- N. N. Light
Love in the Morning Calm by Judythe Morgan is a Salute Military Event pick #romance #giveaway
Title: Love in the Morning Calm
Author: Judythe Morgan
Genre: Military Romance/vintage romance
Love in the Morning Calm, Book 1 Promises Series
In 1966, while on temporary assignment to South Korea, Green Beret Major Alex Cabot meets Lily Reed at Eighth Army Headquarters. He’s a high-potential career officer, who should resist the temptation of any woman, but he can’t ignore her. She is a firm supporter of the budding Women’s Liberation movement determined to escape her small hometown’s love-marriage-baby-carriage syndrome for a life of adventure in a civilian job for the Army. Her plans leave no room for any man. No matter how captivating his smile.
In an uncertain time, in a temporary safe zone, yielding to temptation changes both their lives forever.
Green Beret Major Alexander Charles Cabot slid his hand beneath the pillow and waited, his trigger finger poised on his weapon. The footsteps faded into the distance. Ace, the nickname he’d earned for his piloting skills and bedroom prowess, took stock of his surroundings.
Walker Hill Resort. R&R before his temporary duty assignment for President Johnson’s Southeast Asia trip.
No swarms of buzzing mosquitoes and flies. No stench of latrines or dried blood. An honest-to-goodness clean feather pillow against his cheek. A soft mattress beneath him.
He set the gun on the bedside table. Slanting shadows meant he’d missed the opportunity to see South Korea’s famed Morning Calm.
A shower would strip away the dank smells of dirt and jungle rot from his hair. He scrubbed under his fingernails and between his toes. He grabbed a towel and inhaled the fresh, clean scent of something not washed in a creek or river.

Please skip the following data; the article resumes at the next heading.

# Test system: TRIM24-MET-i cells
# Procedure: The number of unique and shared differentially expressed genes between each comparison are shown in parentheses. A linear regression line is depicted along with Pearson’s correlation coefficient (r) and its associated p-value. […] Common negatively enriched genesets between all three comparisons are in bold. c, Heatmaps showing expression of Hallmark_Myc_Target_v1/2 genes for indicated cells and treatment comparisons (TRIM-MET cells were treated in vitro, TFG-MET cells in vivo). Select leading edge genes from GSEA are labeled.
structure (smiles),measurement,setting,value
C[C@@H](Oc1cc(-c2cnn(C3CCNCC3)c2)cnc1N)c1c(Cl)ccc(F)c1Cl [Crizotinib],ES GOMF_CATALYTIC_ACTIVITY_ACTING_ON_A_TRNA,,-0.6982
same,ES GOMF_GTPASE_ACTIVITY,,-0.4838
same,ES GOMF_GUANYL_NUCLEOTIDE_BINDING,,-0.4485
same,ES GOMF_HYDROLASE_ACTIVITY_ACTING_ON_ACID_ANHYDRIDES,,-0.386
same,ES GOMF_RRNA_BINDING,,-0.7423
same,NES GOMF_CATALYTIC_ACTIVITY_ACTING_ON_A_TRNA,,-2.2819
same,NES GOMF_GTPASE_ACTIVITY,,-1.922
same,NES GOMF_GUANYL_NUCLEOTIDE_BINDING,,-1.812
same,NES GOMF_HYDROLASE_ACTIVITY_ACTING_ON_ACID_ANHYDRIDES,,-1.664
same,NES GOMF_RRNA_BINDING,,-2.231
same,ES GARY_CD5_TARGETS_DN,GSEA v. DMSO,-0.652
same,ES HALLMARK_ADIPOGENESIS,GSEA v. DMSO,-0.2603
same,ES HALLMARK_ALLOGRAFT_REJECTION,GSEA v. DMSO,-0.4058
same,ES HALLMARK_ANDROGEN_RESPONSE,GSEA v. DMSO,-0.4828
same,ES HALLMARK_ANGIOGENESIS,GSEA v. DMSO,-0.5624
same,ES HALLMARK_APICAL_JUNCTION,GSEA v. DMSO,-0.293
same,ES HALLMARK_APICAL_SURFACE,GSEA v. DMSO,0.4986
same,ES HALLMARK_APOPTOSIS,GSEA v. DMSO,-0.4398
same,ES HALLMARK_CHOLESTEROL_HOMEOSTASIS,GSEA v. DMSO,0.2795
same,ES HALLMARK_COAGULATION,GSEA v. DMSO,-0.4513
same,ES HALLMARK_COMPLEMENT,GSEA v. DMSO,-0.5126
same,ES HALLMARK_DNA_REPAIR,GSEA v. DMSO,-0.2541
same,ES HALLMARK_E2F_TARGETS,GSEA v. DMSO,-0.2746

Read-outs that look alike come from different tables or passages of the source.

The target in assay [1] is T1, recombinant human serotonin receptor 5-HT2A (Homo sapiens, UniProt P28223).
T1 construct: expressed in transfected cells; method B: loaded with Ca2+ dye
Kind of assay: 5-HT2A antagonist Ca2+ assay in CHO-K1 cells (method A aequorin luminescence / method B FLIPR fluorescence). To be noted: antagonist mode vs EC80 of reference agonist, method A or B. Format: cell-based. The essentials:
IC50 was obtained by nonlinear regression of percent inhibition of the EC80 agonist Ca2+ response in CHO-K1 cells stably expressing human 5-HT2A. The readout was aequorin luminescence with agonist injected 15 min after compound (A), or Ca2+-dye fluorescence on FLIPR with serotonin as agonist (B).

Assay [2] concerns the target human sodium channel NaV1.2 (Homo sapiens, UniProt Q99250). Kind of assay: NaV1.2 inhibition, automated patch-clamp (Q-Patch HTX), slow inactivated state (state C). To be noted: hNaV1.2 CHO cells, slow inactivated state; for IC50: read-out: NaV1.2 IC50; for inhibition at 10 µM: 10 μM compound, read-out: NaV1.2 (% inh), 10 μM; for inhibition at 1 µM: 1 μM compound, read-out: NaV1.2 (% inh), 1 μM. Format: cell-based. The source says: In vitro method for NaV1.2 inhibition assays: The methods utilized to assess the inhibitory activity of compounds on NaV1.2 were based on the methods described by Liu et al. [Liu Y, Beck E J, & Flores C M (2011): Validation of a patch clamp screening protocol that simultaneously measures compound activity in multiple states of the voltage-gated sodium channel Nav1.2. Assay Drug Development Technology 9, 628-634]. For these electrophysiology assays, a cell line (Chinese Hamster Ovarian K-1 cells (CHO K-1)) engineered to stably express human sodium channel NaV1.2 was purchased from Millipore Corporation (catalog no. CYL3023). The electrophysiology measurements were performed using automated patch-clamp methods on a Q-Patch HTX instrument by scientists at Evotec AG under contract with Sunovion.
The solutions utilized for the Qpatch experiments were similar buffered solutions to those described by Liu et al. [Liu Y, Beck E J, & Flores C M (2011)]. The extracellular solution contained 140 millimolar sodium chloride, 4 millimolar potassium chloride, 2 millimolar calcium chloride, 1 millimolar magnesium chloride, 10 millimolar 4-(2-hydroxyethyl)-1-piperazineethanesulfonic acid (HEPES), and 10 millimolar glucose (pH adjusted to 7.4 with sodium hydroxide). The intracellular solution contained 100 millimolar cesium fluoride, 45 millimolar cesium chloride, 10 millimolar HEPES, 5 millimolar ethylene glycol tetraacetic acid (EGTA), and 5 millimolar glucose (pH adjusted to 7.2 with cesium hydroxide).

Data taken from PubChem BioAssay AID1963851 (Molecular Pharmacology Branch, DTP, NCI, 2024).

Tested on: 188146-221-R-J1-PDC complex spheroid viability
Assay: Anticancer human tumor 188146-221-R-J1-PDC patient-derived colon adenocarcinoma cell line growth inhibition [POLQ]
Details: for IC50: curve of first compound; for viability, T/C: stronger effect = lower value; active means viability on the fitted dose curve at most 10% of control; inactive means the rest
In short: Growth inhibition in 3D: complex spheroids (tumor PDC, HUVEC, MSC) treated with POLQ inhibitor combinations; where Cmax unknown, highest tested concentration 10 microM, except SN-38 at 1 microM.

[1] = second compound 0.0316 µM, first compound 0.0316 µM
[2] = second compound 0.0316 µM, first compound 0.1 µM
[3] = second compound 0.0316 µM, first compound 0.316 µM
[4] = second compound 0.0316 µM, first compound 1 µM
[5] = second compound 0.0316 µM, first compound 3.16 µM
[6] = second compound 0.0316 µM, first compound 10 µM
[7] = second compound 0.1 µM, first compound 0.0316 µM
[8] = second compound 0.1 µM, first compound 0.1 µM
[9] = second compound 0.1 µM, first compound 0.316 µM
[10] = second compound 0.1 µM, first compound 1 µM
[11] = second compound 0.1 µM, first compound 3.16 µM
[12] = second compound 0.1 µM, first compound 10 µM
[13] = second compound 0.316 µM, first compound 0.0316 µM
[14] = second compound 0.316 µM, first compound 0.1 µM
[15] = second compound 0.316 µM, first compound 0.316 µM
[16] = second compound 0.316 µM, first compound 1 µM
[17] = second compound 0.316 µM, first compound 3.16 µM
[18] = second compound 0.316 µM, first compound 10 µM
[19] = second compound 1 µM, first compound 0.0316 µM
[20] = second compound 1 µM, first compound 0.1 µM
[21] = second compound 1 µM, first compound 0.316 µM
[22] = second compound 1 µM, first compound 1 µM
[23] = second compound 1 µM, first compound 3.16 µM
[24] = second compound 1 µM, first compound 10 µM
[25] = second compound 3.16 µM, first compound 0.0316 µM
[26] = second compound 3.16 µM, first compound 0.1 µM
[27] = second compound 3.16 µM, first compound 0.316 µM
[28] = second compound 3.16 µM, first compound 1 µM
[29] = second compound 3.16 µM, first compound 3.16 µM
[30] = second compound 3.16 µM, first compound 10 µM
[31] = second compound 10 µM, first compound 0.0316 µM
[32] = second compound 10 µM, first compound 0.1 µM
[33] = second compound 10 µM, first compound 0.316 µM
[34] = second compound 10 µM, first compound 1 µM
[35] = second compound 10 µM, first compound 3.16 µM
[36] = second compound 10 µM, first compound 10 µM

After months of shaving with no mirror, his face in the full-sized mirror made him flinch. Nicks and scratches he didn’t remember dotted his face. His hair resembled a West Virginia mountain man. A decent haircut would be a priority before reporting to Eighth Army Headquarters.
Feeling a little more human, he wandered outside. The lush green terrain and rolling hills reminded him of Virginia. A gust of fishy scent preceded a Korean father and son carrying fishing poles up the mountainside trail. Unbidden, a scene with his dad and brother at the stocked pond on the family farm floated into his mind, and a stab of longing jabbed at his heart. A couple, hand in hand, strolled passed him. The longing became a zing of envy.
Longing? Envy? Ace shoved the feelings back into the secret cave of his heart. Thinking about home and family wouldn’t bring rest or relaxation.
At a scenic overlook, the quiet chirping from a bird perched in a nearby bush brought more memories, flashes of walks along the creek bed behind the barn. His throat tightened. He missed those times and his family. He should call home, make peace. But he wouldn’t.
This special translator assignment to HQ, South Korea had his parents’ fingerprints all over it. They wanted him safe behind a desk, not flying in and out of the jungles of Vietnam. Would they ever concede he was a soldier, not a politician?
His stomach rumbled loudly, reminding him, he hadn’t had a meal since he’d left Saigon. He backtracked to the restaurant along the crude concrete path lined with stupa. The main hotel rose seven stories high to his right above the river.
Hotel employees in resort vests and wide-legged paji pointed him to The Crane Restaurant. He paused the arched bridge to stare into the muddy, turbid water where tiny goldfish and adult carp swam. Interspersed with the calming movements of fish, dark scenes of Vietnam, with its carnage and death played out like a movie on the surface. If only he could drown his memories in that murky liquid.
Voices behind him made him glance up. A Specialist Fourth Class, his face already etched with the horrors of war, stared lovingly at the Korean woman on his arm.
The young soldier saluted. “Evening, sir.”